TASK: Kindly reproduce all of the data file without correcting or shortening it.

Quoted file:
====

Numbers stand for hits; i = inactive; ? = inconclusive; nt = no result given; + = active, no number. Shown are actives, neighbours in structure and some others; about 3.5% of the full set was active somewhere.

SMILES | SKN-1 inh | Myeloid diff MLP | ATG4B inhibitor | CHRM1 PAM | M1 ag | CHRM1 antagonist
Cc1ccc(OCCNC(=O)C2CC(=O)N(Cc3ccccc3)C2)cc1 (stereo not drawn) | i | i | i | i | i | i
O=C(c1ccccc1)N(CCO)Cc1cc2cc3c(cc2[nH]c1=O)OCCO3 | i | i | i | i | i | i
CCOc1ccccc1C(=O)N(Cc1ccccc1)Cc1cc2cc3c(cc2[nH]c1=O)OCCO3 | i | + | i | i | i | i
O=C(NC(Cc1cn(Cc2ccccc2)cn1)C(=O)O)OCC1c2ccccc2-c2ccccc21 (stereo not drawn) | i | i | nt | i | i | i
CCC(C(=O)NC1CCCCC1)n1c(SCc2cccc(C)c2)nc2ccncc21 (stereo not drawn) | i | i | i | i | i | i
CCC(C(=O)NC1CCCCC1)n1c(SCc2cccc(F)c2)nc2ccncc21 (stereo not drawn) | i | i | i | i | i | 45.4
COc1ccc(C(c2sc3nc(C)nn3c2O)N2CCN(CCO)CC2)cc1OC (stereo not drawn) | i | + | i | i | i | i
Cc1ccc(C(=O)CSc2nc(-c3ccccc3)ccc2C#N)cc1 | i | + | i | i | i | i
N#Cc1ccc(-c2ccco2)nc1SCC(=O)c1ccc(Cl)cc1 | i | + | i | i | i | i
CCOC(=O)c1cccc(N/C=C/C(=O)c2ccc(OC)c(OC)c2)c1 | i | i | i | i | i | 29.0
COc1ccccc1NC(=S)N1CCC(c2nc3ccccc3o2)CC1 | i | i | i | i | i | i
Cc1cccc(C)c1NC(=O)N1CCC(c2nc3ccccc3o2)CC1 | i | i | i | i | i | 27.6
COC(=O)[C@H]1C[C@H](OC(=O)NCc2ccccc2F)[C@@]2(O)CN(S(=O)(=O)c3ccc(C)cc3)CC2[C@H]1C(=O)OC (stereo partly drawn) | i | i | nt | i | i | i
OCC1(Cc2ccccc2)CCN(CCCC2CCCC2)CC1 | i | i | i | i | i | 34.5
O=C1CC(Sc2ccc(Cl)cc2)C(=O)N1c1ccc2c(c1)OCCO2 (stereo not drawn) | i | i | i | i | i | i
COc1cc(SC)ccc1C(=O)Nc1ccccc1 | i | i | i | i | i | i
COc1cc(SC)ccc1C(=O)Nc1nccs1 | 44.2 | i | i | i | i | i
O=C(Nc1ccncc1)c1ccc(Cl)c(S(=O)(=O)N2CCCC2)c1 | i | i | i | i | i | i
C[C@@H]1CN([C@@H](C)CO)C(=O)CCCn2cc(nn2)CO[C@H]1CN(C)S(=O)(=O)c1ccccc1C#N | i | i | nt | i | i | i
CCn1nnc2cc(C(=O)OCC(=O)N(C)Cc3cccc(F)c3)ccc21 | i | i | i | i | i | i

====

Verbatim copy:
Numbers stand for hits; i = inactive; ? = inconclusive; nt = no result given; + = active, no number. Shown are actives, neighbours in structure and some others; about 3.5% of the full set was active somewhere.

SMILES | SKN-1 inh | Myeloid diff MLP | ATG4B inhibitor | CHRM1 PAM | M1 ag | CHRM1 antagonist
Cc1ccc(OCCNC(=O)C2CC(=O)N(Cc3ccccc3)C2)cc1 (stereo not drawn) | i | i | i | i | i | i
O=C(c1ccccc1)N(CCO)Cc1cc2cc3c(cc2[nH]c1=O)OCCO3 | i | i | i | i | i | i
CCOc1ccccc1C(=O)N(Cc1ccccc1)Cc1cc2cc3c(cc2[nH]c1=O)OCCO3 | i | + | i | i | i | i
O=C(NC(Cc1cn(Cc2ccccc2)cn1)C(=O)O)OCC1c2ccccc2-c2ccccc21 (stereo not drawn) | i | i | nt | i | i | i
CCC(C(=O)NC1CCCCC1)n1c(SCc2cccc(C)c2)nc2ccncc21 (stereo not drawn) | i | i | i | i | i | i
CCC(C(=O)NC1CCCCC1)n1c(SCc2cccc(F)c2)nc2ccncc21 (stereo not drawn) | i | i | i | i | i | 45.4
COc1ccc(C(c2sc3nc(C)nn3c2O)N2CCN(CCO)CC2)cc1OC (stereo not drawn) | i | + | i | i | i | i
Cc1ccc(C(=O)CSc2nc(-c3ccccc3)ccc2C#N)cc1 | i | + | i | i | i | i
N#Cc1ccc(-c2ccco2)nc1SCC(=O)c1ccc(Cl)cc1 | i | + | i | i | i | i
CCOC(=O)c1cccc(N/C=C/C(=O)c2ccc(OC)c(OC)c2)c1 | i | i | i | i | i | 29.0
COc1ccccc1NC(=S)N1CCC(c2nc3ccccc3o2)CC1 | i | i | i | i | i | i
Cc1cccc(C)c1NC(=O)N1CCC(c2nc3ccccc3o2)CC1 | i | i | i | i | i | 27.6
COC(=O)[C@H]1C[C@H](OC(=O)NCc2ccccc2F)[C@@]2(O)CN(S(=O)(=O)c3ccc(C)cc3)CC2[C@H]1C(=O)OC (stereo partly drawn) | i | i | nt | i | i | i
OCC1(Cc2ccccc2)CCN(CCCC2CCCC2)CC1 | i | i | i | i | i | 34.5
O=C1CC(Sc2ccc(Cl)cc2)C(=O)N1c1ccc2c(c1)OCCO2 (stereo not drawn) | i | i | i | i | i | i
COc1cc(SC)ccc1C(=O)Nc1ccccc1 | i | i | i | i | i | i
COc1cc(SC)ccc1C(=O)Nc1nccs1 | 44.2 | i | i | i | i | i
O=C(Nc1ccncc1)c1ccc(Cl)c(S(=O)(=O)N2CCCC2)c1 | i | i | i | i | i | i
C[C@@H]1CN([C@@H](C)CO)C(=O)CCCn2cc(nn2)CO[C@H]1CN(C)S(=O)(=O)c1ccccc1C#N | i | i | nt | i | i | i
CCn1nnc2cc(C(=O)OCC(=O)N(C)Cc3cccc(F)c3)ccc21 | i | i | i | i | i | i